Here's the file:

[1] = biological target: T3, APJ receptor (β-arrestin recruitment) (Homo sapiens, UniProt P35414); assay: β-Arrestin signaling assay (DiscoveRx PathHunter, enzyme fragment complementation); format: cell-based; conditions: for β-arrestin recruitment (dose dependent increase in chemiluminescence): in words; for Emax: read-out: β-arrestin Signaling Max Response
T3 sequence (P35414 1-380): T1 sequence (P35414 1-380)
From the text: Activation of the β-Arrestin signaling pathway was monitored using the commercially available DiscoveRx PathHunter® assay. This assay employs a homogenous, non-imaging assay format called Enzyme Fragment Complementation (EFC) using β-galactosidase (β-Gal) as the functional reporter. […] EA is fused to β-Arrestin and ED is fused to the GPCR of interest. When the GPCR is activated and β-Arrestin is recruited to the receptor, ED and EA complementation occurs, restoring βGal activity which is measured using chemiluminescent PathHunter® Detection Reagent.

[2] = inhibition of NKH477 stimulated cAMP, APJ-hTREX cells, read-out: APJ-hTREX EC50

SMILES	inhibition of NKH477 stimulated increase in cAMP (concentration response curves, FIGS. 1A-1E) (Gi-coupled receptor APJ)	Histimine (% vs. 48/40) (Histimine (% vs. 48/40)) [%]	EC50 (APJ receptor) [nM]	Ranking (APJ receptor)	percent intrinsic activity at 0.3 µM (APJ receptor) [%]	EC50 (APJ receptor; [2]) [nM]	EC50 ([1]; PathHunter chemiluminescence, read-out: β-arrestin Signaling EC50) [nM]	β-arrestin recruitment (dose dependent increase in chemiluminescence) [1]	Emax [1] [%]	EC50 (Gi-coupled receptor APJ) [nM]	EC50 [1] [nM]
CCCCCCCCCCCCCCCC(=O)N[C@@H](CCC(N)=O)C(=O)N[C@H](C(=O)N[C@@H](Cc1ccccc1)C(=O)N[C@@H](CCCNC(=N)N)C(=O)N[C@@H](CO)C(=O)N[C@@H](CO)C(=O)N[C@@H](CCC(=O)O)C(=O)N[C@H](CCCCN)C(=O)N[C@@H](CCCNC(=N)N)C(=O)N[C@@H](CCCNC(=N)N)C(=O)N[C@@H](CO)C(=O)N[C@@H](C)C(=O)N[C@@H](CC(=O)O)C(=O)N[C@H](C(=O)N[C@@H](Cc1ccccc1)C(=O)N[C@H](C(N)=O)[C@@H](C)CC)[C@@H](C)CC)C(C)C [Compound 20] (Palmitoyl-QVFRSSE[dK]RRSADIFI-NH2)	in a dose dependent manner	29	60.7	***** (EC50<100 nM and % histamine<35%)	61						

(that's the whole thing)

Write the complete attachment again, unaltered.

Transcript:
[1] = biological target: T3, APJ receptor (β-arrestin recruitment) (Homo sapiens, UniProt P35414); assay: β-Arrestin signaling assay (DiscoveRx PathHunter, enzyme fragment complementation); format: cell-based; conditions: for β-arrestin recruitment (dose dependent increase in chemiluminescence): in words; for Emax: read-out: β-arrestin Signaling Max Response
T3 sequence (P35414 1-380): T1 sequence (P35414 1-380)
From the text: Activation of the β-Arrestin signaling pathway was monitored using the commercially available DiscoveRx PathHunter® assay. This assay employs a homogenous, non-imaging assay format called Enzyme Fragment Complementation (EFC) using β-galactosidase (β-Gal) as the functional reporter. […] EA is fused to β-Arrestin and ED is fused to the GPCR of interest. When the GPCR is activated and β-Arrestin is recruited to the receptor, ED and EA complementation occurs, restoring βGal activity which is measured using chemiluminescent PathHunter® Detection Reagent.

[2] = inhibition of NKH477 stimulated cAMP, APJ-hTREX cells, read-out: APJ-hTREX EC50

SMILES	inhibition of NKH477 stimulated increase in cAMP (concentration response curves, FIGS. 1A-1E) (Gi-coupled receptor APJ)	Histimine (% vs. 48/40) (Histimine (% vs. 48/40)) [%]	EC50 (APJ receptor) [nM]	Ranking (APJ receptor)	percent intrinsic activity at 0.3 µM (APJ receptor) [%]	EC50 (APJ receptor; [2]) [nM]	EC50 ([1]; PathHunter chemiluminescence, read-out: β-arrestin Signaling EC50) [nM]	β-arrestin recruitment (dose dependent increase in chemiluminescence) [1]	Emax [1] [%]	EC50 (Gi-coupled receptor APJ) [nM]	EC50 [1] [nM]
CCCCCCCCCCCCCCCC(=O)N[C@@H](CCC(N)=O)C(=O)N[C@H](C(=O)N[C@@H](Cc1ccccc1)C(=O)N[C@@H](CCCNC(=N)N)C(=O)N[C@@H](CO)C(=O)N[C@@H](CO)C(=O)N[C@@H](CCC(=O)O)C(=O)N[C@H](CCCCN)C(=O)N[C@@H](CCCNC(=N)N)C(=O)N[C@@H](CCCNC(=N)N)C(=O)N[C@@H](CO)C(=O)N[C@@H](C)C(=O)N[C@@H](CC(=O)O)C(=O)N[C@H](C(=O)N[C@@H](Cc1ccccc1)C(=O)N[C@H](C(N)=O)[C@@H](C)CC)[C@@H](C)CC)C(C)C [Compound 20] (Palmitoyl-QVFRSSE[dK]RRSADIFI-NH2)	in a dose dependent manner	29	60.7	***** (EC50<100 nM and % histamine<35%)	61						